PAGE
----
July 26 is the 30th anniversary of the Americans with Disabilities Act (ADA), which has required employers to provide reasonable accommodations for employees with disabilities. It is important to understand that “invisible” disabilities are covered by the ADA and must be addressed by employers. Invisible disabilities include conditions such as diabetes, chronic fatigue, post-traumatic stress disorder, and back problems.
Here are some ways to protect these employees, particularly during a pandemic:
- Employees with these disabilities may be at high risk of contracting COVID-19. The employer must determine how to keep these workers safe, such as allowing them to work from home or bring emotional support animals to the office. At the same time, accommodations such as the use of plexiglass barriers and private bathrooms might be helpful.
- Employers are not required under ADA to invite accommodation requests, but they must respond to any accommodation request they receive. However, being proactive can prevent problems down the road.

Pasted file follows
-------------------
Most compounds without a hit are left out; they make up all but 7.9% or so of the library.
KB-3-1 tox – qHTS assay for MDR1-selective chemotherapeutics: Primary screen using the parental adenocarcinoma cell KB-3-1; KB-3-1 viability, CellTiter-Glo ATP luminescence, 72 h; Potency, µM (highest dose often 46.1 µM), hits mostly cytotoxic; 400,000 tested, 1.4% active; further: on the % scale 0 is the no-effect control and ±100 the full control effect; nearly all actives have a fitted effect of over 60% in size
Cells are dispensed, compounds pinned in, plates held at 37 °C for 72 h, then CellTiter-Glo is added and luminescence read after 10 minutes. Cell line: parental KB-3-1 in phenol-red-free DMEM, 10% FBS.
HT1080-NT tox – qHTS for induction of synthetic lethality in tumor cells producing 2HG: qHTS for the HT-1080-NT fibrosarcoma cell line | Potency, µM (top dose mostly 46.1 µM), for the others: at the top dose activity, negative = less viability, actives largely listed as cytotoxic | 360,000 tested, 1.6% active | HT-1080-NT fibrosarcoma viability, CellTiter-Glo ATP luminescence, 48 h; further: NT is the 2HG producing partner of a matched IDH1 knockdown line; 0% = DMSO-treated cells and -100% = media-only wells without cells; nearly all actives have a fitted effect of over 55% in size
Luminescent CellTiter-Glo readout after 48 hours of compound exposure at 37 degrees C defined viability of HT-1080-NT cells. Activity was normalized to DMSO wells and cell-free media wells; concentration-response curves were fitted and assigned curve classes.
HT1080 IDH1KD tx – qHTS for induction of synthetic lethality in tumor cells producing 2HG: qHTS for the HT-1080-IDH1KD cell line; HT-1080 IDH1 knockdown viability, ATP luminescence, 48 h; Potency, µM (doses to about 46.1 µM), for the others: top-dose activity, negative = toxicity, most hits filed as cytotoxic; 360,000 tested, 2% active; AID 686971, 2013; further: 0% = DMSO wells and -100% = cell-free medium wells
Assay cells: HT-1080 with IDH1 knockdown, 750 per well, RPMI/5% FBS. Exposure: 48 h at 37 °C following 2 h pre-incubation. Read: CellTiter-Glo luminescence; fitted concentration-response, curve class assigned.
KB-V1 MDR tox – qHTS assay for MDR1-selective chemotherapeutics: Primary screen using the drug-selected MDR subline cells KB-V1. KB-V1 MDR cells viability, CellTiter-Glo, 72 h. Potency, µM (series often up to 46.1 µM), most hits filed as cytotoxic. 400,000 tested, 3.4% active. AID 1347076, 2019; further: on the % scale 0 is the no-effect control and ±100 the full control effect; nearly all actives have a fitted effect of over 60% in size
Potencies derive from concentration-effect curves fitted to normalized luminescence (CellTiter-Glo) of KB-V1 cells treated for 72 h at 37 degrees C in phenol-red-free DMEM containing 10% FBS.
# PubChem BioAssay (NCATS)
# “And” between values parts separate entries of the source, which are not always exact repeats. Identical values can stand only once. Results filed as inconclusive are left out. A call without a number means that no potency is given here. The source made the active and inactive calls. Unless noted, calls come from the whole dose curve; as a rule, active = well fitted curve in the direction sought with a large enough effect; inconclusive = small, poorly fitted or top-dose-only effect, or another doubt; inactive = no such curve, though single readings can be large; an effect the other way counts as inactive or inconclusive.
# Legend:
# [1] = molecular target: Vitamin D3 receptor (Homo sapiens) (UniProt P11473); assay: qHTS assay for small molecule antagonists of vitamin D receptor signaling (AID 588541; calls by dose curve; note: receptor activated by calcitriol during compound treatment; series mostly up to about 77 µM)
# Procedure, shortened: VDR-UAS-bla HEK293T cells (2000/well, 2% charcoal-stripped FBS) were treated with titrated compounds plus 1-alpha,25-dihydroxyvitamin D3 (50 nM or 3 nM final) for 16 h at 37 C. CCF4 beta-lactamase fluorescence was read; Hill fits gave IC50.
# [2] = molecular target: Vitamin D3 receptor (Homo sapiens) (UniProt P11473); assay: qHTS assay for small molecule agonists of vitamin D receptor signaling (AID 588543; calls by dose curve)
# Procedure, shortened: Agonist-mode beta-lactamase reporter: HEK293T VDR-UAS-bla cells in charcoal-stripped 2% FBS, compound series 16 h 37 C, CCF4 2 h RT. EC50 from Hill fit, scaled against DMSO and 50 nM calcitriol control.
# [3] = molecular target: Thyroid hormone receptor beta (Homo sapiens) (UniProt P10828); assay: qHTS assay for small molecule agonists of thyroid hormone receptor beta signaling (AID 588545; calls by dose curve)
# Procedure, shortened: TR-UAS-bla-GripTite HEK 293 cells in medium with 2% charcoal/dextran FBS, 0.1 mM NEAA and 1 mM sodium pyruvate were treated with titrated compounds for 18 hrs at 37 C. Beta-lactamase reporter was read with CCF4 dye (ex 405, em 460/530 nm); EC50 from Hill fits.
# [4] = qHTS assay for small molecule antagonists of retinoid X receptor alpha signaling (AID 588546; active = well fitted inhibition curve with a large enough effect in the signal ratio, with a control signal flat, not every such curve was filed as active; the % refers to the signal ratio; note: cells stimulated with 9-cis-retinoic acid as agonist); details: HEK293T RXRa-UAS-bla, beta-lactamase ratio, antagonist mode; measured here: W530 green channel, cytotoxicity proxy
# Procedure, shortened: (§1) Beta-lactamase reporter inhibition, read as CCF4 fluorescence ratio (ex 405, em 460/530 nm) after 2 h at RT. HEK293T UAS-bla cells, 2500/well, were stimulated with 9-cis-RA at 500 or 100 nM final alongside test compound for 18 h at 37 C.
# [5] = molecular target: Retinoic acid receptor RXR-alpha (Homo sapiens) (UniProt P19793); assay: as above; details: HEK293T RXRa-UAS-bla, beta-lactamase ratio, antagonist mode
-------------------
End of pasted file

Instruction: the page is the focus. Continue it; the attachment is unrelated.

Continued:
- Train managers and supervisors about how to handle requests for accommodations.
- As part of a COVID-19 return-to-work strategy, clearly define what an “essential worker” is and how much an employee’s productivity relies on accessing resource only available in the office.
- Consider what impact a return to the office versus continued remote work might have on employees’ mental health.